Several aspects of this judgment stand out:

  1. First was the Court's suggestion that a scheme of arrangement may be proposed on the substantive consolidation of the assets and liabilities of the various entities within the BF Group (similar to what at times may occur in US chapter 11 cases). This is notable because, under Singapore law, companies within a group are usually treated as separate entities. Ordinarily, therefore, each of these companies would have to file separate applications for their respective schemes of arrangement. Restructuring and insolvency practitioners will be eagerly waiting to see if this ultimately means that a scheme of arrangement can in specific circumstances override this general rule, as this may result in the saving of substantial time and costs.
  2. Second was the Court's acceptance of the BF Group's argument that it was necessary to safeguard the identity of the Group's creditors, in order to prevent these creditors from suffering a potentially negative market reaction to news of their exposure to the BF Group. The Court stated that prevention of such a potentially negative reaction would be more pressing than the need to allow creditors to consult with each other on the extension of moratoria. In our view, this was an extremely commercial and prescient decision, as the recent spate of cryptocurrency restructuring and insolvency filings in the US have led to such a contagion effect -- even despite efforts by most US Courts to similarly seal creditor identity in the cryptocurrency chapter 11 cases.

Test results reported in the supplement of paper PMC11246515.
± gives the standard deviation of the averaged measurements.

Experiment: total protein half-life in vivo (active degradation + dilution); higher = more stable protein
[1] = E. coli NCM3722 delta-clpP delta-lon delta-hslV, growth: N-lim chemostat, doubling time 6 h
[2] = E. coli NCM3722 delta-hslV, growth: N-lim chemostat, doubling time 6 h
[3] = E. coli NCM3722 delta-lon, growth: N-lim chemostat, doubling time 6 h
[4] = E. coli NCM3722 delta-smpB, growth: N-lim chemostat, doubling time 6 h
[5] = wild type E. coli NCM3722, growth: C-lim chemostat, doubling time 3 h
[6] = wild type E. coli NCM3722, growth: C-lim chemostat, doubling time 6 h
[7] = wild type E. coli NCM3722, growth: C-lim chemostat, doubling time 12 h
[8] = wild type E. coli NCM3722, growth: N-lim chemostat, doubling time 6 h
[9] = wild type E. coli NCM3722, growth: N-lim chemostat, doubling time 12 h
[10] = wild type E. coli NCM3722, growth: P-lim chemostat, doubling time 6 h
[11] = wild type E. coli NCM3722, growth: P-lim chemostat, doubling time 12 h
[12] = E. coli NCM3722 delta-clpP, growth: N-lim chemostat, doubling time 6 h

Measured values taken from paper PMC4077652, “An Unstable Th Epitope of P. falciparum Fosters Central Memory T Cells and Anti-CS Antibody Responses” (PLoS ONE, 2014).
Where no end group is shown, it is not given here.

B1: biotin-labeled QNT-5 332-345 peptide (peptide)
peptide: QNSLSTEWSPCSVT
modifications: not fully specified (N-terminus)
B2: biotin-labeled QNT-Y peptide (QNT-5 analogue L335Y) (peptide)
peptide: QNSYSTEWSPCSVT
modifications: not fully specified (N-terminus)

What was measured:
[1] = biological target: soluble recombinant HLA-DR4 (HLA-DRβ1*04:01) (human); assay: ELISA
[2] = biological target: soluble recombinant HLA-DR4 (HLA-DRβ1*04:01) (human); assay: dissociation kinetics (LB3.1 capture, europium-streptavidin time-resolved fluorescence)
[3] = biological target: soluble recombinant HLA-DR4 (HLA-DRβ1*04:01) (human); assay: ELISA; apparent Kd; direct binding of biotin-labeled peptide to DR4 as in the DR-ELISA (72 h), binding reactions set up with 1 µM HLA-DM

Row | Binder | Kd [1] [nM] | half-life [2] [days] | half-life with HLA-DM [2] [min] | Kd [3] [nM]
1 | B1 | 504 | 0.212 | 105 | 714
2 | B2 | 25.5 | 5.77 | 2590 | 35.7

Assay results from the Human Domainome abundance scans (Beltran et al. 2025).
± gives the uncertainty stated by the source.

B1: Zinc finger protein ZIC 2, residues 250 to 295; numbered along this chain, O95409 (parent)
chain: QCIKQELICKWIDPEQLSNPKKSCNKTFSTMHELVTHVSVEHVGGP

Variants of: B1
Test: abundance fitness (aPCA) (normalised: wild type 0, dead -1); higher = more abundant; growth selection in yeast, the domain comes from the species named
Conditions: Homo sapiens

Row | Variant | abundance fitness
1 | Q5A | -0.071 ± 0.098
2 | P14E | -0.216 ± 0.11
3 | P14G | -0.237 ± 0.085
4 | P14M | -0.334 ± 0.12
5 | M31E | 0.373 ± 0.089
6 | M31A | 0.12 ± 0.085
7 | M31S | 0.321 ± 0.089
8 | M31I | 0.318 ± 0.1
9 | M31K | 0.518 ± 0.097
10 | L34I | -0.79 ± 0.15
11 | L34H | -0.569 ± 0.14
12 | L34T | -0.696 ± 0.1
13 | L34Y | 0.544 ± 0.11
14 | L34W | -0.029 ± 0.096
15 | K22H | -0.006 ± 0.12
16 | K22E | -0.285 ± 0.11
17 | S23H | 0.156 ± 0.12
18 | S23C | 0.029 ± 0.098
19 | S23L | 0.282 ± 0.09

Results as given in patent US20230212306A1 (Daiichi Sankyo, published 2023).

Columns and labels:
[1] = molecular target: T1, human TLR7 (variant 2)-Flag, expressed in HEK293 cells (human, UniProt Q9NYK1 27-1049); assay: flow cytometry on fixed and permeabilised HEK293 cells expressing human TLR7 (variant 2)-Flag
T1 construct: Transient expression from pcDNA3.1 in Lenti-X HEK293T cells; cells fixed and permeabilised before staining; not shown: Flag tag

Re Zipmex Pte Ltd and other matters [2023] SGHC 88 (Re Zipmex)